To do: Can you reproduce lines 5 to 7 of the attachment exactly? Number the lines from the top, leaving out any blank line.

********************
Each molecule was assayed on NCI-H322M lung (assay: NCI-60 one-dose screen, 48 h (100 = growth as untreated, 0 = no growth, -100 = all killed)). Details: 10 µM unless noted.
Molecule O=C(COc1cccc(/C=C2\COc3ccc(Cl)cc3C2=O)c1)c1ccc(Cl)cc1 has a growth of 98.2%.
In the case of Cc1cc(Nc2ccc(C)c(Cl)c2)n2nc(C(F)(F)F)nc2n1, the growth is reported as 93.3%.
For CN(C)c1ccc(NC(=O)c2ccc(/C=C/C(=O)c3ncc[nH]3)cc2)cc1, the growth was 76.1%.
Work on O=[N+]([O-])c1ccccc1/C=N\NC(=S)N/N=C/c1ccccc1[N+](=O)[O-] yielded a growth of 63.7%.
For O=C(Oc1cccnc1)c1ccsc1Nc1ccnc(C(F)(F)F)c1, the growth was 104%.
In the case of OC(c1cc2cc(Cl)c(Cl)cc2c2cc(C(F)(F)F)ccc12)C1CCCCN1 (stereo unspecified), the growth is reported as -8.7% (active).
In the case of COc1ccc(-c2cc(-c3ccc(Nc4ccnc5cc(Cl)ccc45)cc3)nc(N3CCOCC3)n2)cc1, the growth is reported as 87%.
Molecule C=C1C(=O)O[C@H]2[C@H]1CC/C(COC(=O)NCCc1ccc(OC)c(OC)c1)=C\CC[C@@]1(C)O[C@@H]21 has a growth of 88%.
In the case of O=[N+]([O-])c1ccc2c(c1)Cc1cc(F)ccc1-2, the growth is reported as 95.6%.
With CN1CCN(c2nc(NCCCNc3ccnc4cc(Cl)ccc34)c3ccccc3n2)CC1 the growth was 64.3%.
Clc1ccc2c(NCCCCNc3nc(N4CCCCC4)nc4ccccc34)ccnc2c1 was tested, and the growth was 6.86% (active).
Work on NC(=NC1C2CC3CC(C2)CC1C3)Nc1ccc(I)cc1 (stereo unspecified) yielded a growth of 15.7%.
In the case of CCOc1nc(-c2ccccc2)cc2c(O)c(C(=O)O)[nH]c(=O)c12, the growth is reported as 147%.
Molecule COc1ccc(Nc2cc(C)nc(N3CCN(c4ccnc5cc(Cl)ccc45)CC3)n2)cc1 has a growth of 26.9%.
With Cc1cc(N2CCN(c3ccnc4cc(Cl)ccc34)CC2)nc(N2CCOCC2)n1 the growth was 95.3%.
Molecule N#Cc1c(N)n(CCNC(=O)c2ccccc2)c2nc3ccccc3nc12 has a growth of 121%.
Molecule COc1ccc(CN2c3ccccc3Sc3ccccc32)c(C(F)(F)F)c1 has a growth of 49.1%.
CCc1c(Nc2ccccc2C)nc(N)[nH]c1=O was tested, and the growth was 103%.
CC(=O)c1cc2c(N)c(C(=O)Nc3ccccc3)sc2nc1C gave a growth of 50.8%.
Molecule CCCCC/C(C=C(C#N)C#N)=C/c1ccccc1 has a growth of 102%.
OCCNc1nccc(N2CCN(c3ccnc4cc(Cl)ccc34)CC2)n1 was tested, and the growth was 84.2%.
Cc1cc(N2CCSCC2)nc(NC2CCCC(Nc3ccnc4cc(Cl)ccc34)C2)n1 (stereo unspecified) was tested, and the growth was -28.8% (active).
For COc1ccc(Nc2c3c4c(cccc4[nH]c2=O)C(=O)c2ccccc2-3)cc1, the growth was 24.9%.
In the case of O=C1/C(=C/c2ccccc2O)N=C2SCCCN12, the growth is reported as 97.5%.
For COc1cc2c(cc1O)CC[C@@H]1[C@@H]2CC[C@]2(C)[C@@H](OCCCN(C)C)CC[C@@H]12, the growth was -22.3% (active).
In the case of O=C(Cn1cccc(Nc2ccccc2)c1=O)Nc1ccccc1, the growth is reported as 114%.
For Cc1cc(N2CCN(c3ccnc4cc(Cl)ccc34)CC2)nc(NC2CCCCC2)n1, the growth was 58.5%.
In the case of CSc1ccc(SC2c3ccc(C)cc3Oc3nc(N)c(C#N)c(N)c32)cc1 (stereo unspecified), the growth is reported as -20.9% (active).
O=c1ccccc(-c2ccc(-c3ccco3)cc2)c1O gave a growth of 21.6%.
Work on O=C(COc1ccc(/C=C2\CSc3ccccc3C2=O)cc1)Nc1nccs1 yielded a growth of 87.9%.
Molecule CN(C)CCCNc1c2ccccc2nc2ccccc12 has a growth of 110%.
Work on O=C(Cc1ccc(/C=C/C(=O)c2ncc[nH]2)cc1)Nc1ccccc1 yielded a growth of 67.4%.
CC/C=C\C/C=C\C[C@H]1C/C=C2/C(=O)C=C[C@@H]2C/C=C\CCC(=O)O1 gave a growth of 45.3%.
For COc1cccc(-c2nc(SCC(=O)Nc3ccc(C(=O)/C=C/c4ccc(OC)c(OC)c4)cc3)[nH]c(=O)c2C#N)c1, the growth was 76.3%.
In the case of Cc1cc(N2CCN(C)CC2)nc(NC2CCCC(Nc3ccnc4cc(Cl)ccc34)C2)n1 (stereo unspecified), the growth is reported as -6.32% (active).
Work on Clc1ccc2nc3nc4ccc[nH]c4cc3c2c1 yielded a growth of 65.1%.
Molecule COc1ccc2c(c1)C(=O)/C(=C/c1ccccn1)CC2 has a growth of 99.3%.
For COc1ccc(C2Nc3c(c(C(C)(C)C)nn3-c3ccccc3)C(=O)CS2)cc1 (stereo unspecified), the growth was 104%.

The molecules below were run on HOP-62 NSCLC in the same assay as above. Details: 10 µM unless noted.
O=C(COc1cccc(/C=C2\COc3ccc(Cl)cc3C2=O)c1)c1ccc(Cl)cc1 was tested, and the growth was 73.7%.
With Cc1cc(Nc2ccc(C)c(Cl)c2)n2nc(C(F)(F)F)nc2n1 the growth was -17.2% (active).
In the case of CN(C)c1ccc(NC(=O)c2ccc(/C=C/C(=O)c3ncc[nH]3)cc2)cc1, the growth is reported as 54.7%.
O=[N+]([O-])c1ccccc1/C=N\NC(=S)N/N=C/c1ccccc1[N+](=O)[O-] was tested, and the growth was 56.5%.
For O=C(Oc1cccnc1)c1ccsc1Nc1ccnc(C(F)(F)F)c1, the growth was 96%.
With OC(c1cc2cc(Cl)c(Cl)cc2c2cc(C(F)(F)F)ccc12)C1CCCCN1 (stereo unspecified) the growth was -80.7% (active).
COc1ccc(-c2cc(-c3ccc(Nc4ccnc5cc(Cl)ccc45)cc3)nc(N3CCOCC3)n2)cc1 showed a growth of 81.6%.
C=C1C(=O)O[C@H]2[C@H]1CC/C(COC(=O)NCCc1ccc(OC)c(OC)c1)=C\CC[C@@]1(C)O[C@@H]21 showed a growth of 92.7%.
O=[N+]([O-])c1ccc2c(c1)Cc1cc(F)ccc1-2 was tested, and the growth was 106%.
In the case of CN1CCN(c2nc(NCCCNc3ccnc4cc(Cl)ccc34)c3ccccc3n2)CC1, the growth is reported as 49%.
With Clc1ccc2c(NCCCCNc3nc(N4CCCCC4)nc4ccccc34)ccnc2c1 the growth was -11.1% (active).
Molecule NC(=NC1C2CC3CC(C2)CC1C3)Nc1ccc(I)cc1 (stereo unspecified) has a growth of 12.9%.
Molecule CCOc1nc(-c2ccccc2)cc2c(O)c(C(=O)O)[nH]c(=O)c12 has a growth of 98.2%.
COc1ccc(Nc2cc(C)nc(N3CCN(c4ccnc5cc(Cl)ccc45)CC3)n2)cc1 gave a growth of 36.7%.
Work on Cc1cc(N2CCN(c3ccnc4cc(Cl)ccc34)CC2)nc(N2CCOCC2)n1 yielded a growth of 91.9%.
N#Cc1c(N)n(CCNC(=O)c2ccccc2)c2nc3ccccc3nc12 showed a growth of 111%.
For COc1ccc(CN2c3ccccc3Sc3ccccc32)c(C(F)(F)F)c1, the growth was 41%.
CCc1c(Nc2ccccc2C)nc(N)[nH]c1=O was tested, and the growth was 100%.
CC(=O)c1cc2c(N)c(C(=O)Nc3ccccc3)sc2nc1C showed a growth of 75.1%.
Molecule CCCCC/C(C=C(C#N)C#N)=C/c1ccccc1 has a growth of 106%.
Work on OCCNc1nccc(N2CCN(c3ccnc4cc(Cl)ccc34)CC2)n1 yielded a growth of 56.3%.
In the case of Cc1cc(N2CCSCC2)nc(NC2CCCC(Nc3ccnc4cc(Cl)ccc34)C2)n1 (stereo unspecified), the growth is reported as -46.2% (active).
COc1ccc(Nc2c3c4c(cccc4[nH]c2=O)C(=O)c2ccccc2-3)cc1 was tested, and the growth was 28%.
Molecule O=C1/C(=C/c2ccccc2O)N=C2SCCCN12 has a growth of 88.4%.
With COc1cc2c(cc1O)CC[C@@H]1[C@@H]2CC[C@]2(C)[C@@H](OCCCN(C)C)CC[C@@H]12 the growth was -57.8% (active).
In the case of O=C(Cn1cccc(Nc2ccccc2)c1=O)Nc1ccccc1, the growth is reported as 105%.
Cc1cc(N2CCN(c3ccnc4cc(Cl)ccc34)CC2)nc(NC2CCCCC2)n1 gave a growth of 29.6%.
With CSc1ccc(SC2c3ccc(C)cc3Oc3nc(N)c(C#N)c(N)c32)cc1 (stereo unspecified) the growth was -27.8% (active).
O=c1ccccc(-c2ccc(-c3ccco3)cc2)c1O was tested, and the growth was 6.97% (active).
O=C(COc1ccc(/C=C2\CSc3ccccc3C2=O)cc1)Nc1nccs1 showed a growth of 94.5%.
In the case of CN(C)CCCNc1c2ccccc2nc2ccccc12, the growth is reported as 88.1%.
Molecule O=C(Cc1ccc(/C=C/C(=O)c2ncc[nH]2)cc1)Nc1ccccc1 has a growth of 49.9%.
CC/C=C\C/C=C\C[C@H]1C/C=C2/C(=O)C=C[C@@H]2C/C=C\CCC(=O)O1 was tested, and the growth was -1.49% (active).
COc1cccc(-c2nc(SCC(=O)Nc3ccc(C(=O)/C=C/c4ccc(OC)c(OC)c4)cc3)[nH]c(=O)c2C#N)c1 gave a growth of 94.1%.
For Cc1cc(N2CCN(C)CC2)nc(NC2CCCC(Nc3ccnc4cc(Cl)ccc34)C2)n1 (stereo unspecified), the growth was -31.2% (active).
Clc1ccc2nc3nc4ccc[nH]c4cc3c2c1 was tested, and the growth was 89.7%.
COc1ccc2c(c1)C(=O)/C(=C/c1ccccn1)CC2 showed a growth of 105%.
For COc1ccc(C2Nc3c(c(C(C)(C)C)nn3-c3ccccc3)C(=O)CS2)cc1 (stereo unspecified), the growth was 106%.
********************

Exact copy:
Work on O=[N+]([O-])c1ccccc1/C=N\NC(=S)N/N=C/c1ccccc1[N+](=O)[O-] yielded a growth of 63.7%.
For O=C(Oc1cccnc1)c1ccsc1Nc1ccnc(C(F)(F)F)c1, the growth was 104%.
In the case of OC(c1cc2cc(Cl)c(Cl)cc2c2cc(C(F)(F)F)ccc12)C1CCCCN1 (stereo unspecified), the growth is reported as -8.7% (active).